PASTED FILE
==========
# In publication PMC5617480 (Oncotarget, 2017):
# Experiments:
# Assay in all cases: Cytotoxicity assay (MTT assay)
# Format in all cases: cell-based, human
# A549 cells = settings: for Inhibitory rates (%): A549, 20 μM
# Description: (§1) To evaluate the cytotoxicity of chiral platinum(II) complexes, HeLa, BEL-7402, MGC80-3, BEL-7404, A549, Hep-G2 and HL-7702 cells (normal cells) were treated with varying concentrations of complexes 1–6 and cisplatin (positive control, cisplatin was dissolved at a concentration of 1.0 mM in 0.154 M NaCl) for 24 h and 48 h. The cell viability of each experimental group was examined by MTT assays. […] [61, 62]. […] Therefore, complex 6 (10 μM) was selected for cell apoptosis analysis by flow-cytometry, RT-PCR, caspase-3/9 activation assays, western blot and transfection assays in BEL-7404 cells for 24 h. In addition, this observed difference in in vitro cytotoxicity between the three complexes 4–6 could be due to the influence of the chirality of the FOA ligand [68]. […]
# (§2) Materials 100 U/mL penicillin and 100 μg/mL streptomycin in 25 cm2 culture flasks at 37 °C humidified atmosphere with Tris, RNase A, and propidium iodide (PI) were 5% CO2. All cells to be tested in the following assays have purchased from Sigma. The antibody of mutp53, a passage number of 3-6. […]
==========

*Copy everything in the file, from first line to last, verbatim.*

# In publication PMC5617480 (Oncotarget, 2017):
# Experiments:
# Assay in all cases: Cytotoxicity assay (MTT assay)
# Format in all cases: cell-based, human
# A549 cells = settings: for Inhibitory rates (%): A549, 20 μM
# Description: (§1) To evaluate the cytotoxicity of chiral platinum(II) complexes, HeLa, BEL-7402, MGC80-3, BEL-7404, A549, Hep-G2 and HL-7702 cells (normal cells) were treated with varying concentrations of complexes 1–6 and cisplatin (positive control, cisplatin was dissolved at a concentration of 1.0 mM in 0.154 M NaCl) for 24 h and 48 h. The cell viability of each experimental group was examined by MTT assays. […] [61, 62]. […] Therefore, complex 6 (10 μM) was selected for cell apoptosis analysis by flow-cytometry, RT-PCR, caspase-3/9 activation assays, western blot and transfection assays in BEL-7404 cells for 24 h. In addition, this observed difference in in vitro cytotoxicity between the three complexes 4–6 could be due to the influence of the chirality of the FOA ligand [68]. […]
# (§2) Materials 100 U/mL penicillin and 100 μg/mL streptomycin in 25 cm2 culture flasks at 37 °C humidified atmosphere with Tris, RNase A, and propidium iodide (PI) were 5% CO2. All cells to be tested in the following assays have purchased from Sigma. The antibody of mutp53, a passage number of 3-6. […]